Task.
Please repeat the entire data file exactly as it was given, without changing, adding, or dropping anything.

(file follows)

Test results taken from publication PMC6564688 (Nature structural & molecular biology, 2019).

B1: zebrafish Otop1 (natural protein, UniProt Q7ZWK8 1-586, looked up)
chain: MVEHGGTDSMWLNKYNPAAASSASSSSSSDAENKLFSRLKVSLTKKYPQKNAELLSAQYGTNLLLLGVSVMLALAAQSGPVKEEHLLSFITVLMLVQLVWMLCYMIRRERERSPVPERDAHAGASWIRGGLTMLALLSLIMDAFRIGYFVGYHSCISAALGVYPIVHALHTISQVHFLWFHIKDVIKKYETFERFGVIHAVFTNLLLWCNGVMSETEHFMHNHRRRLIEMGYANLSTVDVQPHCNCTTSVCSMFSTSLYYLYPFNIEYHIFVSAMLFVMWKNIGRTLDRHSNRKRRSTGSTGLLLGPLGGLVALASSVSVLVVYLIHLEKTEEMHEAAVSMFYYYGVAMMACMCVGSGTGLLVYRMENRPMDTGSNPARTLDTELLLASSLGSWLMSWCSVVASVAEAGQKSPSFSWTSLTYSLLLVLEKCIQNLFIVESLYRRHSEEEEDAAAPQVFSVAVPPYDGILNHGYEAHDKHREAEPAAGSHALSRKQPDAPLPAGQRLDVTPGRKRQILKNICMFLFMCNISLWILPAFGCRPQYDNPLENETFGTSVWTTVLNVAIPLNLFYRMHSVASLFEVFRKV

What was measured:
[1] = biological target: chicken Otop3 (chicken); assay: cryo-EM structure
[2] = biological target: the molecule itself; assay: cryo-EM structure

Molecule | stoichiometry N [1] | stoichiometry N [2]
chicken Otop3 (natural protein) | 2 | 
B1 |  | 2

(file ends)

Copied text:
Test results taken from publication PMC6564688 (Nature structural & molecular biology, 2019).

B1: zebrafish Otop1 (natural protein, UniProt Q7ZWK8 1-586, looked up)
chain: MVEHGGTDSMWLNKYNPAAASSASSSSSSDAENKLFSRLKVSLTKKYPQKNAELLSAQYGTNLLLLGVSVMLALAAQSGPVKEEHLLSFITVLMLVQLVWMLCYMIRRERERSPVPERDAHAGASWIRGGLTMLALLSLIMDAFRIGYFVGYHSCISAALGVYPIVHALHTISQVHFLWFHIKDVIKKYETFERFGVIHAVFTNLLLWCNGVMSETEHFMHNHRRRLIEMGYANLSTVDVQPHCNCTTSVCSMFSTSLYYLYPFNIEYHIFVSAMLFVMWKNIGRTLDRHSNRKRRSTGSTGLLLGPLGGLVALASSVSVLVVYLIHLEKTEEMHEAAVSMFYYYGVAMMACMCVGSGTGLLVYRMENRPMDTGSNPARTLDTELLLASSLGSWLMSWCSVVASVAEAGQKSPSFSWTSLTYSLLLVLEKCIQNLFIVESLYRRHSEEEEDAAAPQVFSVAVPPYDGILNHGYEAHDKHREAEPAAGSHALSRKQPDAPLPAGQRLDVTPGRKRQILKNICMFLFMCNISLWILPAFGCRPQYDNPLENETFGTSVWTTVLNVAIPLNLFYRMHSVASLFEVFRKV

What was measured:
[1] = biological target: chicken Otop3 (chicken); assay: cryo-EM structure
[2] = biological target: the molecule itself; assay: cryo-EM structure

Molecule | stoichiometry N [1] | stoichiometry N [2]
chicken Otop3 (natural protein) | 2 | 
B1 |  | 2